One of my Christmas cacti is in full bloom. Meanwhile, my lilac bush outside is putting forth new flowers. It is mid-November. Something is not quite right.

I feel equally out-of-sync with the seasons. Recently, I was practicing and gazing randomly outside the window into the courtyard at the birds frolicking in the birdbath. My feet were cold, and I considered stopping to go find a pair of socks. “Soon,” I found myself thinking, “I won’t need socks anymore because it will be getting warmer.”

A full five minutes went by before I realized my mistake, that the next season was not going to be summer, but rather winter. This startled me. Did I miss summer somehow? Funny, because I remember last summer quite clearly. In late May I was hiring a designer to rebuild my website and picking out tile and countertops for a kitchen renovation that happened in late August. In June, a friend came to visit for a week. In July, Matt and I subjected ourselves to the Whole30 diet, depriving our lives of chocolate and wine and pretty much anything good for 30 consecutive days. We spent a long weekend in Durango and Taos. I taught dozens and dozens of piano lessons and swam countless laps. I read stack of books and went to the farmer’s market every Saturday morning. I went hiking and to yoga classes. We sat out in cocktail corner and grilled dinner most every evening. In August, there were 30 consecutive days of family visiting. I do remember the summer.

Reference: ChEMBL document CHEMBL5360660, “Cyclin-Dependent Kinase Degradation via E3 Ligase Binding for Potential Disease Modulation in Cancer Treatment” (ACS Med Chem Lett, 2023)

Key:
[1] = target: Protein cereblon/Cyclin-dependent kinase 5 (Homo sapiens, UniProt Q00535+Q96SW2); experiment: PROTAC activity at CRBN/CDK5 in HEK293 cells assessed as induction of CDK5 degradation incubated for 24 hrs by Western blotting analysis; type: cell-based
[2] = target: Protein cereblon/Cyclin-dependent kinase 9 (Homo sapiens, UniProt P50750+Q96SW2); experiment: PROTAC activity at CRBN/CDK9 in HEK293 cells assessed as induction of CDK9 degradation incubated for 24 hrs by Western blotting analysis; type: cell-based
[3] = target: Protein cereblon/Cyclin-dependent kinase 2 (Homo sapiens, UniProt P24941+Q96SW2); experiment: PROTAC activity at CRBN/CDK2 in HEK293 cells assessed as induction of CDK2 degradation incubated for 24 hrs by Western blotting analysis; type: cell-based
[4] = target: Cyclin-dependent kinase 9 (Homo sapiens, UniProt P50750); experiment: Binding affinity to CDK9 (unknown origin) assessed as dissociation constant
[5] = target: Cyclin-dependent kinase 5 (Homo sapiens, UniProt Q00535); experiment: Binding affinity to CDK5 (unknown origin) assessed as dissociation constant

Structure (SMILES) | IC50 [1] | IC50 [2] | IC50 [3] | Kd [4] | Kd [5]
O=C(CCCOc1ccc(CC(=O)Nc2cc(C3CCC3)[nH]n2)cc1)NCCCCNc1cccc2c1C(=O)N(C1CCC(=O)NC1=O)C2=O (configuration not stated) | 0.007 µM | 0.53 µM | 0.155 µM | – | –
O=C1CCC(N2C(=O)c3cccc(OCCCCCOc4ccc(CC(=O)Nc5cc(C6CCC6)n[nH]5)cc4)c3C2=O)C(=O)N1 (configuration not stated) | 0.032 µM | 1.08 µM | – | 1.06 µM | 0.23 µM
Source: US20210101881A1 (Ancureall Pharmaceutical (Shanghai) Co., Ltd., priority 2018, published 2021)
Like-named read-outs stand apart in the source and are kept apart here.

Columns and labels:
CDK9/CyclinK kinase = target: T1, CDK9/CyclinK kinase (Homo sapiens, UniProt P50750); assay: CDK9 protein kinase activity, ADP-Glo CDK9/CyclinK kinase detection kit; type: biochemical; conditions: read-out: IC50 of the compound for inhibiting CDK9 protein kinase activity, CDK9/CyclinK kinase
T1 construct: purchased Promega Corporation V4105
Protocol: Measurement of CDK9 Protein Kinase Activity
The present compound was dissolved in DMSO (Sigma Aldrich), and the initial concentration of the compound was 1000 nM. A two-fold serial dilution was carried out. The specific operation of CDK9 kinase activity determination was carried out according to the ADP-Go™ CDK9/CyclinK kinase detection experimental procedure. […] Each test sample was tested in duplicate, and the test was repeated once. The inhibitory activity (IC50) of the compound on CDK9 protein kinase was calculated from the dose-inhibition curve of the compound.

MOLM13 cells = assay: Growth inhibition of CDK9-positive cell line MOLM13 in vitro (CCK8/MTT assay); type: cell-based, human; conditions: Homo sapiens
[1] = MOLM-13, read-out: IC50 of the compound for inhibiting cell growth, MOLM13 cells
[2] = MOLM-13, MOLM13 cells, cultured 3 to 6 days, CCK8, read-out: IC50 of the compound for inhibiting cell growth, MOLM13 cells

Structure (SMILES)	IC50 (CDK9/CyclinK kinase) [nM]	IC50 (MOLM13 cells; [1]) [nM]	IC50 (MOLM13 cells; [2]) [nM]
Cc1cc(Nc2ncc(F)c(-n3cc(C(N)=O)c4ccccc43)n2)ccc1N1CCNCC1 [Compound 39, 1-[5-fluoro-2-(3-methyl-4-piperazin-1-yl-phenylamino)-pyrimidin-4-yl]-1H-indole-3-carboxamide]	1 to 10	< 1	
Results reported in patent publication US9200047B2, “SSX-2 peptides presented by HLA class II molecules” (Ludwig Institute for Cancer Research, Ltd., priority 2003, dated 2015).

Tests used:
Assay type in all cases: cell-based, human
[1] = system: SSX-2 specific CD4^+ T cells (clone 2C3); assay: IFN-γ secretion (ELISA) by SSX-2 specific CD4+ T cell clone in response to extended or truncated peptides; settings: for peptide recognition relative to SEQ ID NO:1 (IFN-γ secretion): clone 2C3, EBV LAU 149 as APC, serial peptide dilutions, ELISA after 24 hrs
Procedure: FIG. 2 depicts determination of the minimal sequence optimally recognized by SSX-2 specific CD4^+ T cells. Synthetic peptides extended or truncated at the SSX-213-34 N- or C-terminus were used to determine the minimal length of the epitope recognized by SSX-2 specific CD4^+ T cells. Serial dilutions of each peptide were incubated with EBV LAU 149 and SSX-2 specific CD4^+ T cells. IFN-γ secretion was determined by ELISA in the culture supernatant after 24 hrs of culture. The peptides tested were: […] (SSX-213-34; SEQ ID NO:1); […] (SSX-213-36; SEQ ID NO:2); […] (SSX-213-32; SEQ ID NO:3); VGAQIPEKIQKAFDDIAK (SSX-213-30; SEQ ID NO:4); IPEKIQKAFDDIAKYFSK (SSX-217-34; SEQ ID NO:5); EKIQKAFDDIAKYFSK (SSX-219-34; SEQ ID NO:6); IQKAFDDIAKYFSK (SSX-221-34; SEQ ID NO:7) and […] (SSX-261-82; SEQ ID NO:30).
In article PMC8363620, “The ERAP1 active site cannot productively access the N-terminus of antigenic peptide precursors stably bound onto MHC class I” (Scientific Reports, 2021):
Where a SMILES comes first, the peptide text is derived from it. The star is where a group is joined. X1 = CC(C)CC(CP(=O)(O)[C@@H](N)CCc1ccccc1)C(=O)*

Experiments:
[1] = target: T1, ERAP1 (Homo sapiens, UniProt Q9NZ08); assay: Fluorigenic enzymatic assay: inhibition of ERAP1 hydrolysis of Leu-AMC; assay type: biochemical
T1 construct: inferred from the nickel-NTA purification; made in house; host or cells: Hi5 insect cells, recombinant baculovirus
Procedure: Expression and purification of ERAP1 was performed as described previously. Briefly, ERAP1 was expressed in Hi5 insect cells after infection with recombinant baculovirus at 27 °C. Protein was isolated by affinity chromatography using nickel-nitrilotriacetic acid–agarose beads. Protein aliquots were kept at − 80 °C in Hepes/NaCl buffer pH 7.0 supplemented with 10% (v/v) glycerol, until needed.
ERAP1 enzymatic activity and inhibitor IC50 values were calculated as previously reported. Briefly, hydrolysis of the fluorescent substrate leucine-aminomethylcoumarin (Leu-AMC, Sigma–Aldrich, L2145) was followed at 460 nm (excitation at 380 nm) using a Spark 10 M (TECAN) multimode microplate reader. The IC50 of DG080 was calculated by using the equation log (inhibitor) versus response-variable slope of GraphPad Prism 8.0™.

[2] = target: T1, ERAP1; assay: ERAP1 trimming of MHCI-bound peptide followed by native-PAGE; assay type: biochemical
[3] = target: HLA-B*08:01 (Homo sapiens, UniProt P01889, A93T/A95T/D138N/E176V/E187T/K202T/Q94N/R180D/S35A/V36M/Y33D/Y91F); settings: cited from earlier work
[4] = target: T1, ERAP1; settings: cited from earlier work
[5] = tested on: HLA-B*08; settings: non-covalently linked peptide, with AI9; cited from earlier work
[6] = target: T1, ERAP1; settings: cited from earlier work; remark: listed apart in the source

So what’s the disconnect about? I’m not sure, but I notice that I’m not the only one having trouble reconciling the passing of time. Case in point: I have a senior who is working towards college auditions. December 1 is the early deadline for preliminary audition tapes (although, of course, they aren’t “tapes” anymore). In late May, we finalized repertoire, most of which still needed to be learned, but at that point the timetable was completely reasonable. All the kid needed to do was practice.

The problem was that Jake thought he had “All Fall” to learn this music. “All Fall” sounds like a really long, leisurely amount of time. With “All Fall” at our disposal, anything is possible.

About a month ago, reality set in. Or it might be more correct to say that we had a Come-to-Jesus moment. “So Jake,” I said. “if December 1 is the deadline, when does the recording need to be made?”

“Around Thanksgiving,” he responded.

I nodded. I was pleased the answer wasn’t “November 30.”

“So when do you need to be totally memorized?”

“Uh. Maybe by Halloween?”

So far so good. This isn’t a timeframe that allows any wiggle room, but it’s manageable.

“And so when does the rep need to be totally learned?” This was the crunch, and I knew it. Jake had been thinking he had “All Fall” to learn the Fugue to go with his Bach Prelude and to get the Mozart Sonata up to tempo. Oh yeah, and the big Romantic piece? It was kinda sorta memorized, but wouldn’t hold up under pressure. But hey, no problem, right? We had All Fall.